·         #1619 &1620 (Alco RSD-4) had "1 MARS SIGNAL LIGHT"

·         #1694 & 1695 (FM H16-66) had "2 SIGNAL LIGHTS, MARS NO. SB-2000M"

·         #1691 to 1693 (FM H16-66) had "2 SIGNAL LIGHTS, MARS NO. SB-2000M"

·         #1674 to 1683 (FM H16-66) had "2 SIGNAL LIGHTS, MARS NO. SB-2000M"

·         #1605 to 1612 (FM H16-66) had "1 MARS SIGNAL LIGHT"

·         #1557 to 1559, 1562 to 1599, 1601 to 1603, C.St. P. & O. 157 to 161 (EMD GP-7) had "1 MARS SIGNAL LIGHT" (this was a big unit mounted above the upper edge of the short hood

·         #1556 (EMD GP-7) had "1 MARS SIGNAL LIGHT" (this was a big unit mounted above the upper edge of the short hood

·         #1525 to 1550, C.St. P. & O. 151 to 156 (EMD GP-7) had "1 MARS SIGNAL LIGHT 250W, RE-12" (mounted on the short hood above the headlight)

·         #1521 to 1524 (EMD GP-7) had "1 MARS SIGNAL LIGHT 250W, RE-12" (mounted on the short hood above the headlight)

In that partial listing of C&NW Mars lights, there was no notation whatsoever of dual 300 lights on either the GP30 sheet or the SD40 sheet (for the ex-CGW units). Evidently, nobody cared enough about making the notations on them. These were the only GP30's and SD40's on the C&NW that were ever equipped with Mars lights, the original C&NW units not having them.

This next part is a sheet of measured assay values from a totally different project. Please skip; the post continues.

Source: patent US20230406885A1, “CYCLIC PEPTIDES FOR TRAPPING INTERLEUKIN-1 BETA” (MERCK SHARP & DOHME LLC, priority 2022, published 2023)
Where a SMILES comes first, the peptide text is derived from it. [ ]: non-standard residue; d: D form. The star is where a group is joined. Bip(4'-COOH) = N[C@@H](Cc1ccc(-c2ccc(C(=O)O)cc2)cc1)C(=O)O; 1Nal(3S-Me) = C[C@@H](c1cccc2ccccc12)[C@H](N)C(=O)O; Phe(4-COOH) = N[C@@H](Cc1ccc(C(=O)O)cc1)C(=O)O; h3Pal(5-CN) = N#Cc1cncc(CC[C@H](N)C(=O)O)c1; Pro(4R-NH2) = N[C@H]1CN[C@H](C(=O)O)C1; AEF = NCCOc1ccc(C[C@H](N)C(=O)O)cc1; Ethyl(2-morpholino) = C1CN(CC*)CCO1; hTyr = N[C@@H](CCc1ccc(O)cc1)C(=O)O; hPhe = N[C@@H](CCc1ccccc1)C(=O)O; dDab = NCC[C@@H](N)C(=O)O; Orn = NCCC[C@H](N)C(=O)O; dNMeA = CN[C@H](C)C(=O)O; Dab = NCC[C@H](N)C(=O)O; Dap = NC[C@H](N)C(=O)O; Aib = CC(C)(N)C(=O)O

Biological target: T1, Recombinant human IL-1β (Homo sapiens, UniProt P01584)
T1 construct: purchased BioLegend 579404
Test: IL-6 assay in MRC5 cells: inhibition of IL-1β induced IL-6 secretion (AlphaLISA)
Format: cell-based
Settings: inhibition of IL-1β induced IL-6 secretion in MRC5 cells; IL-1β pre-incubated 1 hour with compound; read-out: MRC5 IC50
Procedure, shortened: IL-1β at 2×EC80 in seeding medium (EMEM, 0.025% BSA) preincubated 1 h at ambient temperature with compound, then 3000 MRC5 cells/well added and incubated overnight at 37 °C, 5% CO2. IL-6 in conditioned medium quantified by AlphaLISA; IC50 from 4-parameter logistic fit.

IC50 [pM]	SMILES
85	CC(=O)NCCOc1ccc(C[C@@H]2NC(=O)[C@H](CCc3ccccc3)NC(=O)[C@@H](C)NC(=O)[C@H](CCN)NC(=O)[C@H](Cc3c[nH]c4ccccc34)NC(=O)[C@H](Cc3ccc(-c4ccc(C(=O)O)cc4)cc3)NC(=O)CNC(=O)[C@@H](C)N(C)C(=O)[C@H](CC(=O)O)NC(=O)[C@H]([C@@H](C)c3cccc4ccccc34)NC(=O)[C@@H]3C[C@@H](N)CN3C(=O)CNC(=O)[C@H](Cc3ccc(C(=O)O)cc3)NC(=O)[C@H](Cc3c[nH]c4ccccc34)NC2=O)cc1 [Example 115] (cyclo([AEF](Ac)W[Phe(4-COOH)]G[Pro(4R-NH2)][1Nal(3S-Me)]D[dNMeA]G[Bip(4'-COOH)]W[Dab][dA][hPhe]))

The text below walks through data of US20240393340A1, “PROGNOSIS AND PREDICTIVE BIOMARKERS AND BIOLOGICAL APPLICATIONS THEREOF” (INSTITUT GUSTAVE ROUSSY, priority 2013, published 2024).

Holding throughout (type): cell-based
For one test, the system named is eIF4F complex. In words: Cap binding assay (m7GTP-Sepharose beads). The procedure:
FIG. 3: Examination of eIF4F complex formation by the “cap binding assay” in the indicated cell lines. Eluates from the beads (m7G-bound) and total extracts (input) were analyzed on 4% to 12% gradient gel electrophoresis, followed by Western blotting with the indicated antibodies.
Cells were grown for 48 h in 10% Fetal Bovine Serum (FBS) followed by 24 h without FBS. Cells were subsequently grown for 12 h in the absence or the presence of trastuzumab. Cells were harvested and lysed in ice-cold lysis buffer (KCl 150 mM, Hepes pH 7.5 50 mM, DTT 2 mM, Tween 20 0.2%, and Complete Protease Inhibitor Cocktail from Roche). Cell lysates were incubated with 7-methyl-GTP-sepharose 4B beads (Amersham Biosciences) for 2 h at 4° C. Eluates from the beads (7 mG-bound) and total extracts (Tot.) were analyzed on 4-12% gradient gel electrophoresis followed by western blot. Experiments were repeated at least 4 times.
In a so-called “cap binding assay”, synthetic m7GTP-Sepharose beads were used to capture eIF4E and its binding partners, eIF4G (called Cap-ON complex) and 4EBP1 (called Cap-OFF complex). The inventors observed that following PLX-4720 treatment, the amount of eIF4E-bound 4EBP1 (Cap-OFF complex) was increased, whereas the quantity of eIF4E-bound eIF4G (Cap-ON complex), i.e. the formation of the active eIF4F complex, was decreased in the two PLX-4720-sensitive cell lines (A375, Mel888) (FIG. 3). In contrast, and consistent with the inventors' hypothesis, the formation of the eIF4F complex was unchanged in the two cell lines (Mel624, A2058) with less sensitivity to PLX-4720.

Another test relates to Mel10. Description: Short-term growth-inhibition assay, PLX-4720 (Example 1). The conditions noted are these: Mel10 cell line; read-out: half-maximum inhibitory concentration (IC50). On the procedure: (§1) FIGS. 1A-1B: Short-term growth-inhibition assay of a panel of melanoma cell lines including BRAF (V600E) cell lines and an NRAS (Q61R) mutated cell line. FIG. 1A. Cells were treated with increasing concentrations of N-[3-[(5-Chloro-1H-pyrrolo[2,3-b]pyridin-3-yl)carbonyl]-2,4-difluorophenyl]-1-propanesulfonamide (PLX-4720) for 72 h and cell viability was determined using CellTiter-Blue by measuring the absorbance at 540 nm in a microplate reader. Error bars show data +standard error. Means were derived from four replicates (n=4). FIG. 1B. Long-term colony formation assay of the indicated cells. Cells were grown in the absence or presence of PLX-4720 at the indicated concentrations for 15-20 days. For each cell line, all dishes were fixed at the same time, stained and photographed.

Just a guess, but I think most of these ex-CGW units equipped with the Mars 300 kept the lights as a matter of course, but those units that suffered collision damage (or some other major damage) to the light got the light pulled and blanked out. By the 1980's, about the only Mars lights left on any freight units were the ex-CGW units that had managed to keep them (whether they were complete inside or not).

Griffin Hamilton